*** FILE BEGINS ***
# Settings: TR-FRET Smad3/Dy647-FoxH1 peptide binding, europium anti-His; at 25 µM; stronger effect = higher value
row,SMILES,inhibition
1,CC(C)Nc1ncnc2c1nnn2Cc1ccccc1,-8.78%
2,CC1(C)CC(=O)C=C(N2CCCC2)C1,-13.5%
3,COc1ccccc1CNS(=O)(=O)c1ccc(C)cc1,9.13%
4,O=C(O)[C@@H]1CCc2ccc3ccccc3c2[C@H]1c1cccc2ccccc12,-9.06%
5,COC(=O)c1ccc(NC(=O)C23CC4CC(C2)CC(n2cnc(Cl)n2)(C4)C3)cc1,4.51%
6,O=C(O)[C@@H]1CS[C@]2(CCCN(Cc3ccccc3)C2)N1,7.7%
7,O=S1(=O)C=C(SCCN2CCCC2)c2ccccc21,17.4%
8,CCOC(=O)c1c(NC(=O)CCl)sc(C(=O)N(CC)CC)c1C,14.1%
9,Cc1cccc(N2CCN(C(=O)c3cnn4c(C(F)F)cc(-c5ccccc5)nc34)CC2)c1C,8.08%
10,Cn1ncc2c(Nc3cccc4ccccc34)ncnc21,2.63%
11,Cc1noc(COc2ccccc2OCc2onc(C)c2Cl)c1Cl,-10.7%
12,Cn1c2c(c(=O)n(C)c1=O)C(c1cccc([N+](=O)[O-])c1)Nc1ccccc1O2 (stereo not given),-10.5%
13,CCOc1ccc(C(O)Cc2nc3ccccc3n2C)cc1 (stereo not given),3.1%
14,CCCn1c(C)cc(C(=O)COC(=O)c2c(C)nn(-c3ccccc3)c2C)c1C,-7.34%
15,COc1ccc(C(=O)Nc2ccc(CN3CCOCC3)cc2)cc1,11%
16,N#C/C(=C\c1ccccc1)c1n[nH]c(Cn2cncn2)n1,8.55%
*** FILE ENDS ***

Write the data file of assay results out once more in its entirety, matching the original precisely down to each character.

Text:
# Settings: TR-FRET Smad3/Dy647-FoxH1 peptide binding, europium anti-His; at 25 µM; stronger effect = higher value
row,SMILES,inhibition
1,CC(C)Nc1ncnc2c1nnn2Cc1ccccc1,-8.78%
2,CC1(C)CC(=O)C=C(N2CCCC2)C1,-13.5%
3,COc1ccccc1CNS(=O)(=O)c1ccc(C)cc1,9.13%
4,O=C(O)[C@@H]1CCc2ccc3ccccc3c2[C@H]1c1cccc2ccccc12,-9.06%
5,COC(=O)c1ccc(NC(=O)C23CC4CC(C2)CC(n2cnc(Cl)n2)(C4)C3)cc1,4.51%
6,O=C(O)[C@@H]1CS[C@]2(CCCN(Cc3ccccc3)C2)N1,7.7%
7,O=S1(=O)C=C(SCCN2CCCC2)c2ccccc21,17.4%
8,CCOC(=O)c1c(NC(=O)CCl)sc(C(=O)N(CC)CC)c1C,14.1%
9,Cc1cccc(N2CCN(C(=O)c3cnn4c(C(F)F)cc(-c5ccccc5)nc34)CC2)c1C,8.08%
10,Cn1ncc2c(Nc3cccc4ccccc34)ncnc21,2.63%
11,Cc1noc(COc2ccccc2OCc2onc(C)c2Cl)c1Cl,-10.7%
12,Cn1c2c(c(=O)n(C)c1=O)C(c1cccc([N+](=O)[O-])c1)Nc1ccccc1O2 (stereo not given),-10.5%
13,CCOc1ccc(C(O)Cc2nc3ccccc3n2C)cc1 (stereo not given),3.1%
14,CCCn1c(C)cc(C(=O)COC(=O)c2c(C)nn(-c3ccccc3)c2C)c1C,-7.34%
15,COc1ccc(C(=O)Nc2ccc(CN3CCOCC3)cc2)cc1,11%
16,N#C/C(=C\c1ccccc1)c1n[nH]c(Cn2cncn2)n1,8.55%